3 management skills every healthcare leader needs

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The coronavirus pandemic has put healthcare leadership in the spotlight and the demand for healthcare leaders who combine medical knowledge with business acumen is increasing.

While health systems have organized themselves to protect populations and save lives, many challenges remain. One in 11 posts in the UK’s National Health Service (NHS), for example, remains vacant. Innovative health leaders are needed to build smarter and more efficient health systems.



The new Online MBA Clinical Leadership, from the University of Birmingham, helps healthcare professionals develop the skills needed to lead the healthcare industry, covering the fundamentals of management combined with a focus on service management health. In an upcoming webinar, the University of Birmingham aims to answer questions about what a clinic-run organization really looks like, and this program tries to make that idea a reality.

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The 100% online, AMBA-accredited MBA program is aimed at clinical or non-clinical professionals looking to grow into leadership roles in healthcare, as well as current healthcare leaders keen to develop further. their management skills. Well regarded, the course is ranked 13th in the world’s best online MBA by QS.

What key management skills does every healthcare manager need? Iain Snelling, co-director of the new program, jointly delivered by Birmingham Business School and the Health Services Management Center, shares his thoughts on the skills most in demand by healthcare leaders.


1. Medical department

Generalist management skills are essential for successful healthcare leaders, but specialized knowledge of working in the healthcare industry is equally important.

Healthcare organizations led by clinical staff – people who work in a hospital whose duties include the medical care or treatment of patients – often perform better than those where there are fewer clinicians in leadership roles, says Iain .

“Improved clinical leadership is also crucial for leading individual services: Organizations’ boards of directors establish important context, but without effective leadership in individual services, no improvement will be made,” notes Iain.

The MBA Clinical Leadership therefore offers three specialized modules that respond to current challenges in health services: governance, policy and regulation; Leading clinicians; and digital health. These modules help clinical professionals to deepen their knowledge, while professionals without clinical training have the opportunity to develop their clinical expertise.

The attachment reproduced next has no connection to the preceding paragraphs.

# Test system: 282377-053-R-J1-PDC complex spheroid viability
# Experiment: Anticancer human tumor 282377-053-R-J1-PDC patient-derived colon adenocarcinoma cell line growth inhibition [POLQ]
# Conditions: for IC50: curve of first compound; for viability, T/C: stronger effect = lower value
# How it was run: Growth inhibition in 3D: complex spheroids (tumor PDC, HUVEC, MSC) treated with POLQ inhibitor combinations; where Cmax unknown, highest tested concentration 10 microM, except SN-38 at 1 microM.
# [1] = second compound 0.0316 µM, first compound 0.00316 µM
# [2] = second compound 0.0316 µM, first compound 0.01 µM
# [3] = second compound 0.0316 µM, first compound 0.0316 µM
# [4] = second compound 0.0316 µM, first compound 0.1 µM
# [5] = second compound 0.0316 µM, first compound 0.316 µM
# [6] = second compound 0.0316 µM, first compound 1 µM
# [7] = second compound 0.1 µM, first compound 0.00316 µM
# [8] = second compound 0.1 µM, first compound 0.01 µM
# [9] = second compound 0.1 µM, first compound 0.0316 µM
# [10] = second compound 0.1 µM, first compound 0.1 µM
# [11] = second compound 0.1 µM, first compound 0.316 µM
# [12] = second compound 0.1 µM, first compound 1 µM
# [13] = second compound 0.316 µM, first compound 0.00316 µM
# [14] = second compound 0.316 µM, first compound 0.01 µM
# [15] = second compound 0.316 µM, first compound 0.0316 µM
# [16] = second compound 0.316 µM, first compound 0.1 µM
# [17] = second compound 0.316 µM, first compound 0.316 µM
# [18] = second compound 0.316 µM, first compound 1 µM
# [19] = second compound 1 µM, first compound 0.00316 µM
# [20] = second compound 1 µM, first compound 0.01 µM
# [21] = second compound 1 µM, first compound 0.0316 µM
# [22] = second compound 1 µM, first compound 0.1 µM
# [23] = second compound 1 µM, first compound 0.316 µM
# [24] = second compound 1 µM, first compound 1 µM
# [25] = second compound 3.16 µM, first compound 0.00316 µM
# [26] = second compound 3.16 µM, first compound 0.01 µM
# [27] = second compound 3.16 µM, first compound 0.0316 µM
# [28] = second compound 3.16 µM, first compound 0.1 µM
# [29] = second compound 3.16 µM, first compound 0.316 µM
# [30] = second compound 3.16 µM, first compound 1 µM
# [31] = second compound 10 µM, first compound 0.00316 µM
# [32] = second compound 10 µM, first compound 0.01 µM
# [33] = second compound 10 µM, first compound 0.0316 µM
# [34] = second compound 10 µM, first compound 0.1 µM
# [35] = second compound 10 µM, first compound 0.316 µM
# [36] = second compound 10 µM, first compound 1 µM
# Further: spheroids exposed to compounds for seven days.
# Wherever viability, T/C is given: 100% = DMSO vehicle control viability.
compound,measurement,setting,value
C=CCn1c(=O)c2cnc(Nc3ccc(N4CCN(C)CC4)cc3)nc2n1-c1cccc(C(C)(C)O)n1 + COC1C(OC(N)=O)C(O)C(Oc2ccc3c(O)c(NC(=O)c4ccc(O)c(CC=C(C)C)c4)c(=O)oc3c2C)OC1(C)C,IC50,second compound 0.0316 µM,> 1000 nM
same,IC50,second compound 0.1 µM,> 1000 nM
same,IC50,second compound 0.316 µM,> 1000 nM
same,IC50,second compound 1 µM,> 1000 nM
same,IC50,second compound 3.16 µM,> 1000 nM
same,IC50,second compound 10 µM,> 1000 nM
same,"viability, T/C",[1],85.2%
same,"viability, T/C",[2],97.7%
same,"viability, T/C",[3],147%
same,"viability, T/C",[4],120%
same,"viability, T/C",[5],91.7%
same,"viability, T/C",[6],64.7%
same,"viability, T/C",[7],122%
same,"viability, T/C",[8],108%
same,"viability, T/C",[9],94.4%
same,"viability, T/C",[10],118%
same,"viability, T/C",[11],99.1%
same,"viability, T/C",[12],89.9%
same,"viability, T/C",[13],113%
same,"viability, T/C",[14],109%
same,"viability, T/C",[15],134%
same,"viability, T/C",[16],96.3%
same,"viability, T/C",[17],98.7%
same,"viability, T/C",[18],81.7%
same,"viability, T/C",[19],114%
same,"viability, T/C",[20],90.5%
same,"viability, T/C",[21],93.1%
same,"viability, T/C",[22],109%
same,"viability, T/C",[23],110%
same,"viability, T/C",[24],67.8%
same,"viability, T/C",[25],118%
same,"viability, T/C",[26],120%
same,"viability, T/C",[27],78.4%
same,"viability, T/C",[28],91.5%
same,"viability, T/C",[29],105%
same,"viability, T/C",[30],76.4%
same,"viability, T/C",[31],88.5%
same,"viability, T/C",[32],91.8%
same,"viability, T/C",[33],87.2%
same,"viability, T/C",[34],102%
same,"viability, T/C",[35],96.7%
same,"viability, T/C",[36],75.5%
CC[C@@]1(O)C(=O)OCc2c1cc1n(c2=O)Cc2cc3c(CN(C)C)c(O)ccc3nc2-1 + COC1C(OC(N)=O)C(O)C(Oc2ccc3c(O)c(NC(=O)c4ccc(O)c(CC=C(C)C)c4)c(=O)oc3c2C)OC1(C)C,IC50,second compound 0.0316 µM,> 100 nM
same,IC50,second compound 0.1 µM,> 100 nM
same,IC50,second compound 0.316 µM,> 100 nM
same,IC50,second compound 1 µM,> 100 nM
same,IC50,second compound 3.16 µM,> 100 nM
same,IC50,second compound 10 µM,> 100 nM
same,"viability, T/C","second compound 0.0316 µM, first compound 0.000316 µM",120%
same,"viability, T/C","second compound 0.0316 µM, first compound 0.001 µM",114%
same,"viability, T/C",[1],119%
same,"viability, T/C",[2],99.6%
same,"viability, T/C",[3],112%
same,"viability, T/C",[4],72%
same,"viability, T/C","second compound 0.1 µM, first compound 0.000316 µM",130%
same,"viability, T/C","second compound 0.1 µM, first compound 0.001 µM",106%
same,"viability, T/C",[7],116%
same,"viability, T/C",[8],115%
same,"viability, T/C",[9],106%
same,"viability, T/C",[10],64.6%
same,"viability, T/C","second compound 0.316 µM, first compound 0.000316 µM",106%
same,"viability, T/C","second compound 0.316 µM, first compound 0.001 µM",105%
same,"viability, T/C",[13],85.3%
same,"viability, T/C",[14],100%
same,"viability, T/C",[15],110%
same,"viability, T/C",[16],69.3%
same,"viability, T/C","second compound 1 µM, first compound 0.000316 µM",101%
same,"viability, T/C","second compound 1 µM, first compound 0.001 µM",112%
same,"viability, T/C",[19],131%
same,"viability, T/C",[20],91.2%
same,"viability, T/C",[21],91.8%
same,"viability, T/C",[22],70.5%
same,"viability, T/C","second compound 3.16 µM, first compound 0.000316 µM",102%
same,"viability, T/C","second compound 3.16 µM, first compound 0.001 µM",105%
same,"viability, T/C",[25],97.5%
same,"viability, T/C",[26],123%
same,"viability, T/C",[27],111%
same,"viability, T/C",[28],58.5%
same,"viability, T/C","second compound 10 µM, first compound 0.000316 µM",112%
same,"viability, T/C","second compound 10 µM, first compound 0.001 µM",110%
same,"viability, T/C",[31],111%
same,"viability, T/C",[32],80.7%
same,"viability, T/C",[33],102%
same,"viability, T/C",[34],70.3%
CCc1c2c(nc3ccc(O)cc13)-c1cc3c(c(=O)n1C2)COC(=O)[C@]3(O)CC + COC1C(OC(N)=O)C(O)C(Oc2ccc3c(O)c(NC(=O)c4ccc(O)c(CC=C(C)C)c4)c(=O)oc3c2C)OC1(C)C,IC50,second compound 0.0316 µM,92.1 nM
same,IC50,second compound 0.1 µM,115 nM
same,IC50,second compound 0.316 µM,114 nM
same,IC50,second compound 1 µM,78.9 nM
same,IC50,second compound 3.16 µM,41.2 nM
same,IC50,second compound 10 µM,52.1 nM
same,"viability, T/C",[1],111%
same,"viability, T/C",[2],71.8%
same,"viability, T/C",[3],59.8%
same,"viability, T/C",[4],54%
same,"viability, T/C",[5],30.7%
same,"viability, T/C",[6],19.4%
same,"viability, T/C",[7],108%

“Modules address the complex processes by which organizations ensure quality of service within external regulatory frameworks, the specific challenges and opportunities of leading clinicians, and the fundamental importance of a range of digital technologies in service development. health, ”Iain explains.

Healthcare professionals who balance this specialized knowledge with basic managerial skills are well prepared to reach leadership positions.

While healthcare organizations are the most likely recruiters for Birmingham MBA Clinical Leadership graduates, others include government departments, regulatory agencies, international agencies, management consulting firms, and the pharmaceutical and pharmaceutical industries. life sciences.

“Health spending is invariably around 10% of GDP in high-income countries,” concludes Iain. “The demand for graduates with skills in general management and healthcare organizations is likely to grow. “


2. Agility

Today’s healthcare leaders must constantly adapt to challenges and changing work environments.

Working from home during the pandemic has seen leaders grapple with new technologies and changing styles of working. Under pressure from the Covid, resources have been strained. At the same time, the impact of climate change continues to increase pressure on health systems.

“Clinicians, health officials, policy makers and people working in related sectors need to understand and be able to meet these challenges,” Iain, who previously worked as co-director of the educational component of the program. NHS Graduate Training and NHS Graduate Training Program. The NHS Clinical Leadership Fellows programs, explains.

“[They] need to ensure that the quality of patient care is maximized while controlling the cost of care.

“This new MBA Clinical Leadership responds to a growing global demand for health systems to better respond to new and emerging challenges such as demographic and cultural changes as well as health-related challenges such as global pandemics.”


3. Crisis management

The pandemic has demonstrated how important it is for health officials to prepare for the worst and ensure that when a crisis does strike it can be managed.

“As the world faces a global pandemic and struggles to meet the growing demand for healthcare, the importance of better-trained leaders cannot be underestimated,” says Iain. But medical training alone is not enough to manage such crises.


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Healthcare leaders need a broader understanding of how the system works as a business. MBA programs offer this foundational management training, covering topics such as strategy, economics, and supply chain management.

Focusing on being a leader as well as a clinician can help healthcare professionals become an authoritative and guiding voice in a crisis. The goal of the MBA program, notes Iain, is to increase the number of clinicians in leadership positions and on the boards of organizations.


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